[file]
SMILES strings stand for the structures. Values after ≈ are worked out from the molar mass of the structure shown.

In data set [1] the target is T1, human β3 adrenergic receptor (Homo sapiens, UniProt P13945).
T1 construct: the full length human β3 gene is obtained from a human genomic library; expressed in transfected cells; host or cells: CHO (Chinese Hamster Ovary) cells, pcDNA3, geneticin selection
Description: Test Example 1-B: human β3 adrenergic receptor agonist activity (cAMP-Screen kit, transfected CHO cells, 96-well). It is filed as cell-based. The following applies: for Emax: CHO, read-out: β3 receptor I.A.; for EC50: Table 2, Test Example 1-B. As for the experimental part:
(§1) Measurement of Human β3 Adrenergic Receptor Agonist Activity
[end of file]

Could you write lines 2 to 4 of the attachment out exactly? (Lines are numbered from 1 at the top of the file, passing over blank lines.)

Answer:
In data set [1] the target is T1, human β3 adrenergic receptor (Homo sapiens, UniProt P13945).
T1 construct: the full length human β3 gene is obtained from a human genomic library; expressed in transfected cells; host or cells: CHO (Chinese Hamster Ovary) cells, pcDNA3, geneticin selection
Description: Test Example 1-B: human β3 adrenergic receptor agonist activity (cAMP-Screen kit, transfected CHO cells, 96-well). It is filed as cell-based. The following applies: for Emax: CHO, read-out: β3 receptor I.A.; for EC50: Table 2, Test Example 1-B. As for the experimental part: